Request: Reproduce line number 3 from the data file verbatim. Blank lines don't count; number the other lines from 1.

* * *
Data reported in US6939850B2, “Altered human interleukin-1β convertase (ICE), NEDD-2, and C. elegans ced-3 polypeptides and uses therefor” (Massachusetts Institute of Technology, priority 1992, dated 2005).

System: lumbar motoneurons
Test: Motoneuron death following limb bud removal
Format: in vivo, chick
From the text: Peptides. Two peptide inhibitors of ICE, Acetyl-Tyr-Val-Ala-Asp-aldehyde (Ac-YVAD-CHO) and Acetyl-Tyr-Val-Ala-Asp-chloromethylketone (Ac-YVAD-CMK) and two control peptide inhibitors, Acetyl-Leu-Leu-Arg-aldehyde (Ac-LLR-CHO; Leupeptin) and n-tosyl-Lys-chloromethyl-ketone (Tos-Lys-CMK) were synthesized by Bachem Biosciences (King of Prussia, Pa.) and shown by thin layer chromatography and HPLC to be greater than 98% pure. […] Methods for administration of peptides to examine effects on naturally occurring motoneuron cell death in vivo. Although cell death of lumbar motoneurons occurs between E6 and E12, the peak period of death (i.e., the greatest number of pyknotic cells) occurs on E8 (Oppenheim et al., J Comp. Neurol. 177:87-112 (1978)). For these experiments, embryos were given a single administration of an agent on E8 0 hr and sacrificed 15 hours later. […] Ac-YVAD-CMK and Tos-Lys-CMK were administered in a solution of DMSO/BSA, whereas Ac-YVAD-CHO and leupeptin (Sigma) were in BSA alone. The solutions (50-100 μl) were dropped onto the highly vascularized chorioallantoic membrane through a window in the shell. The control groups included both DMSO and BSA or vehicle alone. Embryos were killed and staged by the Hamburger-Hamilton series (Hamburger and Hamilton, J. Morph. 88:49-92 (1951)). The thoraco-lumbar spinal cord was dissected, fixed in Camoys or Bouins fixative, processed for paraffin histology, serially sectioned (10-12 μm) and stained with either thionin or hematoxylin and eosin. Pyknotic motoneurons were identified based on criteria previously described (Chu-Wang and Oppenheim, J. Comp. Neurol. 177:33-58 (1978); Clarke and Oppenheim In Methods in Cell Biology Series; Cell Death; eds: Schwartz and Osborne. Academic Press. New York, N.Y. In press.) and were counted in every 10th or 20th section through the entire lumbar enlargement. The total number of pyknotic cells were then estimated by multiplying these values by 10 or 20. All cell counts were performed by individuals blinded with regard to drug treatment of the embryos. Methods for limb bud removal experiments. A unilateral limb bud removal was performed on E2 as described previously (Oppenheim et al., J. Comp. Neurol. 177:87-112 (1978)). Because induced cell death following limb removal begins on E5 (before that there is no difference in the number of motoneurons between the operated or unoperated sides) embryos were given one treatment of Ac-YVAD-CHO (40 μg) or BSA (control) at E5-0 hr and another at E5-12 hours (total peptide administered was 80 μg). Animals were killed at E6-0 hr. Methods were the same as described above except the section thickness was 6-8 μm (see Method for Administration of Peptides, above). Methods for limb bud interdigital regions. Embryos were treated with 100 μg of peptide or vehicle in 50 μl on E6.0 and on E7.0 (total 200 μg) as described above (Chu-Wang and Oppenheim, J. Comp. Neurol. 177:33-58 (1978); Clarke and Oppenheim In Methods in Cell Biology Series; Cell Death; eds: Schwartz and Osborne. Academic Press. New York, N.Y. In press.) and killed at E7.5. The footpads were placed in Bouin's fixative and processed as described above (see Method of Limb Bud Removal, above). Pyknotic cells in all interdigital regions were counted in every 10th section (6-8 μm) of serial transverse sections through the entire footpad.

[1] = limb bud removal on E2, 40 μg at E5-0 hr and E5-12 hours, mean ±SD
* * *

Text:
Test: Motoneuron death following limb bud removal